Head and neck squamous cell carcinomas (HNSCC) represent the sixth most common malignancy worldwide, and the PI3K/AKT/mTOR signaling pathway is frequently altered in this cancer type. Gain-of-function mutations in the PIK3CA gene can lead to activation of the PI3K pathway and promote subsequent oncogenesis. In an effort to better understand the role of oncogenic PIK3CA in HNSCC transformation, and to potentially evaluate therapeutics targeting the PI3K pathway in this cancer type, the authors developed genetically engineered mouse models that conditionally express a PIK3CA gain-of-function mutation in the squamous epithelium of the tongue. Because alterations in the p53 gene are frequently observed in HNSCC, and because p53 regulates an antagonist of the PI3K pathway, a subset of the mouse models conditionally expressed gain-of-function p53 mutations and/or gain-of-function PIK3CA mutations to elucidate if alterations in both genes affected carcinogenesis. Following chemically induced HNSCC, the researchers found that mice harboring alterations in both p53 and PIK3CA presented significantly more grossly visible lesions and had increased rates of metastasis compared with mice with alterations in either gene, suggesting a potential synergy in tumor development. In both in vitro and in vivo analyses, the PIK3CA inhibitor BYL719 (alpelisib) enhanced sensitivity to the chemotherapeutic cisplatin in models that harbored mutations in both p53 and PIK3CA. The authors conclude PI3K inhibition in combination with cisplatin treatment may be worthy of consideration in patients with PIK3CA-mutant HNSCC. This article was highlighted in this issue.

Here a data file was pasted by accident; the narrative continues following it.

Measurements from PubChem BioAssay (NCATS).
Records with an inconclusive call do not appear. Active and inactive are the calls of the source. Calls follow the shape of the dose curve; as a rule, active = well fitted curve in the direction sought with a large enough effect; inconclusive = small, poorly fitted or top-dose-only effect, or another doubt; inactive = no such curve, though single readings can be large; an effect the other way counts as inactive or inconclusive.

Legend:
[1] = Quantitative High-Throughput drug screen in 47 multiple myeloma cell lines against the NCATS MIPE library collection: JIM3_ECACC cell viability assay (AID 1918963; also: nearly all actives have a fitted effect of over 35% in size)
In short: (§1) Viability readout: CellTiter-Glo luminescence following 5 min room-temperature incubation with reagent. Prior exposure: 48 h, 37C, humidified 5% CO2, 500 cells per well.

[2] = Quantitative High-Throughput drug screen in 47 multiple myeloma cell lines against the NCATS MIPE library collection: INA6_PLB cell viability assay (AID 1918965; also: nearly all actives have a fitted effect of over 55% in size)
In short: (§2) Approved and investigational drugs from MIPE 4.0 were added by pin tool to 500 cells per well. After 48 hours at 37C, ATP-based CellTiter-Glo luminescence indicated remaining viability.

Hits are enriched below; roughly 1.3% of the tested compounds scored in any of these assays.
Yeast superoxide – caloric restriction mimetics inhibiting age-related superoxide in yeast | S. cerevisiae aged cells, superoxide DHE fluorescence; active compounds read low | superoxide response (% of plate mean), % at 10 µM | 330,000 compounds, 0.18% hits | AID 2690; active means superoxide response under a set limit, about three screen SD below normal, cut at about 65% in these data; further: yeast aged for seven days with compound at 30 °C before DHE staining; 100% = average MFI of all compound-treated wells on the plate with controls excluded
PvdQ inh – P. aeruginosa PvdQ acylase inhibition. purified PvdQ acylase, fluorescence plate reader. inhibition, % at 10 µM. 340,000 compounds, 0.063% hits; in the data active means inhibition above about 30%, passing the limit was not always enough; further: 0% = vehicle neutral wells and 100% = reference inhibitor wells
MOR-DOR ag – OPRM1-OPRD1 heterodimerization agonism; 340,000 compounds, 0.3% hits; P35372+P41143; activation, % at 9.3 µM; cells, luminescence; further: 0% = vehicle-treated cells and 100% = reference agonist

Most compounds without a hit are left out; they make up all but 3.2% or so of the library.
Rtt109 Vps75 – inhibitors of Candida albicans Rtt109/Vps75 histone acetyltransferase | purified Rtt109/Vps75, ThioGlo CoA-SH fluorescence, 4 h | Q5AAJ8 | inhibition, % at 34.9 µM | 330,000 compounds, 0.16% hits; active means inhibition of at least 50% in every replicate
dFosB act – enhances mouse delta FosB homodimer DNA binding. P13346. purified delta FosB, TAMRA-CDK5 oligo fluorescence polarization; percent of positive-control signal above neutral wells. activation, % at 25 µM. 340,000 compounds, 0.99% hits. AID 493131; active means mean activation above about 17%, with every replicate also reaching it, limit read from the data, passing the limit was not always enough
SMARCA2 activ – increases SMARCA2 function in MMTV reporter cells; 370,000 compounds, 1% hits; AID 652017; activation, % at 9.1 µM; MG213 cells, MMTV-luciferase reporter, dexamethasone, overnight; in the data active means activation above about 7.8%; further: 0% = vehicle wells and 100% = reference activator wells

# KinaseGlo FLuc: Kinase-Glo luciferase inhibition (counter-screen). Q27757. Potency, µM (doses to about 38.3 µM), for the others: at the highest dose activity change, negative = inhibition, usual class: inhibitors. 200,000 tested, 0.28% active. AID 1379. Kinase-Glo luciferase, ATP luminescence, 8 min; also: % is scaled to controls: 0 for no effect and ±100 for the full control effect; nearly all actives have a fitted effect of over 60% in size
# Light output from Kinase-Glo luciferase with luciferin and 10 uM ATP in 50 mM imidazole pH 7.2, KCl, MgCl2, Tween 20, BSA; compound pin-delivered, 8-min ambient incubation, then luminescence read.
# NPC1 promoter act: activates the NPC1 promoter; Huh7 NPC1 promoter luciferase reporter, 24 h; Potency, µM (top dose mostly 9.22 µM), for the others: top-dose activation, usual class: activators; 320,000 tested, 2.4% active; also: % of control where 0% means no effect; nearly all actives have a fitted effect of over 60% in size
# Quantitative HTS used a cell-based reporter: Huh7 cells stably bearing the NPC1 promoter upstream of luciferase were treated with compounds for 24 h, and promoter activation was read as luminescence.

Journal: Cancer Research (June 15 issue)